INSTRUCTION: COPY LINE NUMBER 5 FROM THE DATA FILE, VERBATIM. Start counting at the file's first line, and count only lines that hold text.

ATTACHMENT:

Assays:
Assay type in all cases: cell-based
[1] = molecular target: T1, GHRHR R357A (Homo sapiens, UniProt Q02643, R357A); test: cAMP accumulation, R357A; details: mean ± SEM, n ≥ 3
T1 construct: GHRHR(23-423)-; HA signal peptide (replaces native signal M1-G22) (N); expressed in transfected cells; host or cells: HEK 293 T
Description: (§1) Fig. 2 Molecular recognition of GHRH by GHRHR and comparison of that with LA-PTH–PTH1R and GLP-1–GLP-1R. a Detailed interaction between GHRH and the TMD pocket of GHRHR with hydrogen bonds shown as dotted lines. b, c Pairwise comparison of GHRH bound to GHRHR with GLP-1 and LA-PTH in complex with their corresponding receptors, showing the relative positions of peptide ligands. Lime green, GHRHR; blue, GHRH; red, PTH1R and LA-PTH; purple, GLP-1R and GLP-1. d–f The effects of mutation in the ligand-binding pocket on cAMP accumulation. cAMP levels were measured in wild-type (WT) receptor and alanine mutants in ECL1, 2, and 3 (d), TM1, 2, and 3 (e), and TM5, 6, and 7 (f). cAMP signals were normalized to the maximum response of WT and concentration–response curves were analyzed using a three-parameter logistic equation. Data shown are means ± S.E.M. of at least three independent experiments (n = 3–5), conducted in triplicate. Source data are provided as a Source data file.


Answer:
Description: (§1) Fig. 2 Molecular recognition of GHRH by GHRHR and comparison of that with LA-PTH–PTH1R and GLP-1–GLP-1R. a Detailed interaction between GHRH and the TMD pocket of GHRHR with hydrogen bonds shown as dotted lines. b, c Pairwise comparison of GHRH bound to GHRHR with GLP-1 and LA-PTH in complex with their corresponding receptors, showing the relative positions of peptide ligands. Lime green, GHRHR; blue, GHRH; red, PTH1R and LA-PTH; purple, GLP-1R and GLP-1. d–f The effects of mutation in the ligand-binding pocket on cAMP accumulation. cAMP levels were measured in wild-type (WT) receptor and alanine mutants in ECL1, 2, and 3 (d), TM1, 2, and 3 (e), and TM5, 6, and 7 (f). cAMP signals were normalized to the maximum response of WT and concentration–response curves were analyzed using a three-parameter logistic equation. Data shown are means ± S.E.M. of at least three independent experiments (n = 3–5), conducted in triplicate. Source data are provided as a Source data file.